Photos courtesy of Ivan McClellan for The Undefeated.……

Kortnee Solomon is a fourth-generation Texas cowgirl. Her mother is 11-time invitational champion, Kanesha Jackson, and her father is Professional Rodeo Cowboys Association tie-down roper, Cory Solomon. Her grandmother, Stephanie Haynes, is an 18-time invitational champion who also serves on the Bill Pickett Invitational Rodeo board. Her late grandfather was Sedgwick Haynes, who served as general manager of the Rodeo before his passing. 

Kanesha Jackson, Stephanie Haynes, Kortnee Solomon.

The 11-year-old is already making a name for herself, first competing at the Bill Pickett Rodeo when she was just 5-years-old. Since then, she has won several championships, participating in the Ladies’ Barrel Racing and Junior Breakaway Roping events. The Bill Pickett Invitational is one of the oldest Black-owned rodeo circuits in the nation. They partnered with The PBR to produce the Showdown in Vegas this year, where Kortnee participated and made history alongside the other cowboys and cowgirls, becoming the first nationally televised Black Rodeo. 

For Kortnee, it’s not just about mastering her technique but also about dedication, perseverance, and a celebration of community, culture, and heritage. She and her mom take care of their horses on their property in Hempstead, Texas, feeding, grooming, training, and of course, riding them. Her mom, Kanesha, says, “We have a great relationship with the horses, it’s almost like we talk to them, and they talk to us. It’s very much like people and their dogs. All the horses have their own unique personality – some are laid-back, some are very outgoing.”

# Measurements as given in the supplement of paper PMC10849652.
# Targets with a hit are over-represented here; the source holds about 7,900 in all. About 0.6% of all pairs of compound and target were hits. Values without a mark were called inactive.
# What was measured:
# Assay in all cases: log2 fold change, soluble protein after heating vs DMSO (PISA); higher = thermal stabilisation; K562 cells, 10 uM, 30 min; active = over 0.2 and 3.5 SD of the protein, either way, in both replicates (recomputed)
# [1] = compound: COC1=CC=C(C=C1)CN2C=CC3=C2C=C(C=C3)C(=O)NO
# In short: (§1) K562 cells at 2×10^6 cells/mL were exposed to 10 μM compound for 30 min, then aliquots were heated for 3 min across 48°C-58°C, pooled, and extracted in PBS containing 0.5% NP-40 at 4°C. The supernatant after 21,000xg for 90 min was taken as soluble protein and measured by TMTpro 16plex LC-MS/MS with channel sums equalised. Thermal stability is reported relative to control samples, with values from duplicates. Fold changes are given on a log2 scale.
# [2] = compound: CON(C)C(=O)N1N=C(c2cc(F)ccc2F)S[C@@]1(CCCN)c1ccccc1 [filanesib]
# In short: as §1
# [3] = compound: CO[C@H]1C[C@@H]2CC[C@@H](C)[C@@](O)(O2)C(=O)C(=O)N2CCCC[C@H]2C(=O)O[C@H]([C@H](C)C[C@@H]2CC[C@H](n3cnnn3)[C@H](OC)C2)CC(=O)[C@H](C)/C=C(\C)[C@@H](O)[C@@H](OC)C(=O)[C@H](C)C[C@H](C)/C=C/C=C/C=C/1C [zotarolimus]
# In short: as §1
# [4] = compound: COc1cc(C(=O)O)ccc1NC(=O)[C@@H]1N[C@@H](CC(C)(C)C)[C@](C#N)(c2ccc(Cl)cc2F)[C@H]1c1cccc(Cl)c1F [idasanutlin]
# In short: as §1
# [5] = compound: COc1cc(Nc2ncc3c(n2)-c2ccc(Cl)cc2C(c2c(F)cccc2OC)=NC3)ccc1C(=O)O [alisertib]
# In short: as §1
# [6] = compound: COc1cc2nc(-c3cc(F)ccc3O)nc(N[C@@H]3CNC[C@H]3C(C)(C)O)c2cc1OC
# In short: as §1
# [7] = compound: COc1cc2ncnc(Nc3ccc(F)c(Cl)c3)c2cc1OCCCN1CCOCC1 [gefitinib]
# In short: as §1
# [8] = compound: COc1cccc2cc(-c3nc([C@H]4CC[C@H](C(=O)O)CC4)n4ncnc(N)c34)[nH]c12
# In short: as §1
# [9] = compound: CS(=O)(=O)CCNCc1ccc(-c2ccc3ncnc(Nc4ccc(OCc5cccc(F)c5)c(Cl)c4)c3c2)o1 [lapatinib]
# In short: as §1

The rodeo season usually lasts about May through September, with at least one event a weekend. The family usually spends their time on the road, connecting with their rodeo family. Despite Kortnee’s commitment to the sport, her mother said it’s still important that her daughter has a normal childhood. She says, “I want Kortnee to live through her own purpose. She loves horses, but she also does dance, gymnastics, cheerleading, and basketball. I want her to experience everything, so she doesn’t feel like she missed out during her childhood.”

It was an extremely exciting milestone in the association’s 37 year timeline. Keep your eyes out for more Bill Picket Rodeo events to be televised in the years to come!